PN MEP candidate Frank Psaila said that while on principle the PN agreed on a permanent link between Malta and Gozo, the party insists that before a final decision is taken, the studies related to the tunnel have to be published in their entirety.

“What PN leader Adrian Delia said on the Gozo tunnel does not contradict what the PN voted on in Parliament. We need to see the studies before a final decision is taken. At the same time, Gozo cannot keep waiting for this link to happen—we need short-term decisions to happen now,” Psaila said.

On the issue of hunting, Psaila said that there was never a tranquil discussion between the hunting lobby and the environmentalists and that neither attempted to reach a middle ground.

“I do not believe in illegalities, of course not, but neither do I believe that an age-old tradition is done away with. Can’t we find a proper solution? Why can’t the hunters practice their hobby that gives them such psychological satisfaction?” Psaila asked.

He added that while NGOs like BirdLife were necessary, the latter needed to attempt to reach a middle ground and call for a peaceful discussion with the hunting lobby.

Psaila admitted that previous PN administrations were largely to blame for excessive construction and the handing out of unsustainable permits but that the party was willing to learn from its mistakes and look towards a more sustainable future.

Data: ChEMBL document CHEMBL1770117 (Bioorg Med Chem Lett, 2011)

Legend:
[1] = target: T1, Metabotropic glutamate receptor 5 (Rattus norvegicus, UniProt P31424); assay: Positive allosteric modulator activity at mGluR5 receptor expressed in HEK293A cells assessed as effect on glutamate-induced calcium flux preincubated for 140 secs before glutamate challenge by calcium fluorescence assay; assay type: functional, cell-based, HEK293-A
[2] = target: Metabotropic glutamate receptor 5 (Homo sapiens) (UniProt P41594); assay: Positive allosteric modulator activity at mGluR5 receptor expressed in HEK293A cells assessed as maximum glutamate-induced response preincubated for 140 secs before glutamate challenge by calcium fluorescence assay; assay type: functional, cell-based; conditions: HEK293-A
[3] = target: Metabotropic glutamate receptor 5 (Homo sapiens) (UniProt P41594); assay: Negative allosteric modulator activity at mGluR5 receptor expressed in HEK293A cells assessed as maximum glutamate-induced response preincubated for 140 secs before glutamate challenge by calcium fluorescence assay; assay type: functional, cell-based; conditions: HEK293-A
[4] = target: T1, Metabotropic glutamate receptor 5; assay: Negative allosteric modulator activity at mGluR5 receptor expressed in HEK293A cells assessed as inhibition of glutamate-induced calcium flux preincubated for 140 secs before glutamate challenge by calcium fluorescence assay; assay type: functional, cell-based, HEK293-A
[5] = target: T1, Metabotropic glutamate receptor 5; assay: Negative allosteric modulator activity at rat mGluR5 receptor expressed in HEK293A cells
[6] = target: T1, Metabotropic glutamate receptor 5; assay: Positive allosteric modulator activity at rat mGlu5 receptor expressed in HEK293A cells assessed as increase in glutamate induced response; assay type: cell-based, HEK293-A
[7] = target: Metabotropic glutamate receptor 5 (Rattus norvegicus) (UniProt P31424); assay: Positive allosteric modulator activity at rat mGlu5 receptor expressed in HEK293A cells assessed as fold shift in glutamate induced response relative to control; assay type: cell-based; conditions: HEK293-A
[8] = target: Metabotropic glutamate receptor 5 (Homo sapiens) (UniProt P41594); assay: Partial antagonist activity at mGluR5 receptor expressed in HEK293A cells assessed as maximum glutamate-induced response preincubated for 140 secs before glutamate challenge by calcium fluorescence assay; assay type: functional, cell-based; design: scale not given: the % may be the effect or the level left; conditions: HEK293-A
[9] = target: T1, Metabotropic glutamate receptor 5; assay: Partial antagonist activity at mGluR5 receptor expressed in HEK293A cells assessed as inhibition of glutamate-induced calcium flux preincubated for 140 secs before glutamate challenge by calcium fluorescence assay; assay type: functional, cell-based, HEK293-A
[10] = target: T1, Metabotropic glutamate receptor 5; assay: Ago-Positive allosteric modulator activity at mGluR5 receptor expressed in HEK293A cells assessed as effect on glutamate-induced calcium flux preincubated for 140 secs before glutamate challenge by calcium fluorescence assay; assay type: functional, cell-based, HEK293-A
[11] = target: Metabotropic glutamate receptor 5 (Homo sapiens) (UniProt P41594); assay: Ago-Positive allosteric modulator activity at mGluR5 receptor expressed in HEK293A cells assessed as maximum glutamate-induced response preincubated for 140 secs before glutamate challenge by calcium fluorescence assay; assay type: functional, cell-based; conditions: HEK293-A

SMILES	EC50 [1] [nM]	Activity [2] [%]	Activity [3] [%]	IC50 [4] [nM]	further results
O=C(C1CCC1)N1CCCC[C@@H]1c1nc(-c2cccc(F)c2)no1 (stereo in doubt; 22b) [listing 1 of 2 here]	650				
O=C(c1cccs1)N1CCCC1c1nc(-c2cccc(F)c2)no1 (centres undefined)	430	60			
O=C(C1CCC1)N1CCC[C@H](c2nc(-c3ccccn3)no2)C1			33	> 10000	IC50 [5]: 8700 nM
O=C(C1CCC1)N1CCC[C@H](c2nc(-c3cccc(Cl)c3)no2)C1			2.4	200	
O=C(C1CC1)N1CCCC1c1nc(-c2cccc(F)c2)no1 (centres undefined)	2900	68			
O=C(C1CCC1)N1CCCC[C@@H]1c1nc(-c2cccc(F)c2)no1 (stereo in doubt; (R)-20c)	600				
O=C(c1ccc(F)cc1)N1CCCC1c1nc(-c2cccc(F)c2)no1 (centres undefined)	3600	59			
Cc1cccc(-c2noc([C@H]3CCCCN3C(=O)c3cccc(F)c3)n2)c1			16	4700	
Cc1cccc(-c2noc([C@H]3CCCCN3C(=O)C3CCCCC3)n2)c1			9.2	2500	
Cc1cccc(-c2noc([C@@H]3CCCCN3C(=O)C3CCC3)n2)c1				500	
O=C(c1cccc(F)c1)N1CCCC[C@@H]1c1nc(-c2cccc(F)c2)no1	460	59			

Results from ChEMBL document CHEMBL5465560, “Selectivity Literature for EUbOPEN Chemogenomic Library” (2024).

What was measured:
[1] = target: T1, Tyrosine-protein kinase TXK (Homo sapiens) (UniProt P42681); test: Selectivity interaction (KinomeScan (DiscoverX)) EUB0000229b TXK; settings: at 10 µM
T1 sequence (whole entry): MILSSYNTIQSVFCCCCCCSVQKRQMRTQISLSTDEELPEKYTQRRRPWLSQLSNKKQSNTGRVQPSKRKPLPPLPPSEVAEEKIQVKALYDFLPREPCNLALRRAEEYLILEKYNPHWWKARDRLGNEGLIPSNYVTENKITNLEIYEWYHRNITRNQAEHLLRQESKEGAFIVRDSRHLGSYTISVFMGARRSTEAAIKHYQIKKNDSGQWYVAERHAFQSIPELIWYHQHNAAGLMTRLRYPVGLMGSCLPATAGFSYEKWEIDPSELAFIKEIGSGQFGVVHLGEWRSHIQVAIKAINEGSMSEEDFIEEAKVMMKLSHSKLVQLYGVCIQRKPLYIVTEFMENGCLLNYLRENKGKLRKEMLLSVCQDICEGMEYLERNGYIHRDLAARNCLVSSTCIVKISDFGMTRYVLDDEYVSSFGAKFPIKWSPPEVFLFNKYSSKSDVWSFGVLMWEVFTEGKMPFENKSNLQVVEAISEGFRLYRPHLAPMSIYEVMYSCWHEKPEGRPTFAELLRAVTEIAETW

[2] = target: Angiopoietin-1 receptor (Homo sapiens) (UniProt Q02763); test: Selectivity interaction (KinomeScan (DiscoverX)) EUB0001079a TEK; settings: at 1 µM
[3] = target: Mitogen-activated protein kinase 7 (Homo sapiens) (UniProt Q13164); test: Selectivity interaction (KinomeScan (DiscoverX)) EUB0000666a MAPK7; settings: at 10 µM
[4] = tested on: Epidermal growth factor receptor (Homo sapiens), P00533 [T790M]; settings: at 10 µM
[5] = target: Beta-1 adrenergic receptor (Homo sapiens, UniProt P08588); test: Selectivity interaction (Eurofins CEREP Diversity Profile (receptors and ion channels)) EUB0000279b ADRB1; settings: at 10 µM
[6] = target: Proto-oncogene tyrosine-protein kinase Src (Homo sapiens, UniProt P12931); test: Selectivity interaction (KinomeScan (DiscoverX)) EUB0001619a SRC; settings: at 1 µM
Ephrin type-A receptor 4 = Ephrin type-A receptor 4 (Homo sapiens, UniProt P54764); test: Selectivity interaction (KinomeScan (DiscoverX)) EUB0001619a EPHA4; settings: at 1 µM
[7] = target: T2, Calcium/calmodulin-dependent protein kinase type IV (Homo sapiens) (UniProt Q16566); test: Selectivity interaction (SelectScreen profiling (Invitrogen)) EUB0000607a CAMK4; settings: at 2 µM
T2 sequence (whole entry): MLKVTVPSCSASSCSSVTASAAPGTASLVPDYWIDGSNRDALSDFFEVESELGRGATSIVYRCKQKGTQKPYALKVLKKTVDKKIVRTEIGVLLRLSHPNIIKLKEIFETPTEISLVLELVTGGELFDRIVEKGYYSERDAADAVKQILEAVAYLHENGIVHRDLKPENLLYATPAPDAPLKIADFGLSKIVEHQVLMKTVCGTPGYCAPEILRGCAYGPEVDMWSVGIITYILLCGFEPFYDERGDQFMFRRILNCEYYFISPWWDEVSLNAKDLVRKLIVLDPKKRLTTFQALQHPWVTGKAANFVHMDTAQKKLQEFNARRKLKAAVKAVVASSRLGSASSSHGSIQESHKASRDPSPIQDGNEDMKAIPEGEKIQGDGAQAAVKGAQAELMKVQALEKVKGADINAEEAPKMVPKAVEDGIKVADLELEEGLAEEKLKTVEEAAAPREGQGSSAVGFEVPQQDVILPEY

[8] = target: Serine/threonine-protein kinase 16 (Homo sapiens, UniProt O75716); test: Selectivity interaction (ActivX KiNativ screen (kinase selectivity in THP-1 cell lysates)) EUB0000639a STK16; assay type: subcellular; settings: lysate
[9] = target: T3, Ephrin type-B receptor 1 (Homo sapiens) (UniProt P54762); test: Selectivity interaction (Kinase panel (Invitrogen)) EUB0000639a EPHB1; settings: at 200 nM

BirdLife CEO Mark Sultana (left)
BirdLife CEO Mark Sultana (left)

Mark Sultana: ‘You don’t know what you’re talking about’

Mark Sultana responded to the points raised by the candidates by saying that it was unfair that they were putting so much pressure on NGOs to come up with solutions.

“You are putting a lot of pressure on BirdLife to come up with a middle ground. How about you give us an example yourselves? While I admire the fact that it’s not easy to talk about these things due to the votes you wish to garner, you also don’t know what you’re talking about,” he said.

He added that Malta was the most heavily-developed country in terms of infrastructure with 33% of the island built up. The country following Malta on the list is Belgium, with just 13% of it built up.

Independent candidate Arnold Cassola
Independent candidate Arnold Cassola

“I urge you to give the Environment and Resources Authority the power of veto. This authority is the only one with enough strength to fight for the environment and you are guilty of debilitating it and weakening it,” Sultana continued.

Arnold Cassola passed a comment after the debate was finished, saying that the government was pulling the electorate’s leg.

“God Muscat has promised the biggest open space zone in generations to claps from the audience. What is he trying to pull? The only open space required is the natural environment itself,” he said.

He also made reference to Denmark’s use of a solar-powered ferry service between their islands. “We don’t need a tunnel,” Cassola said. “We can find better solutions.”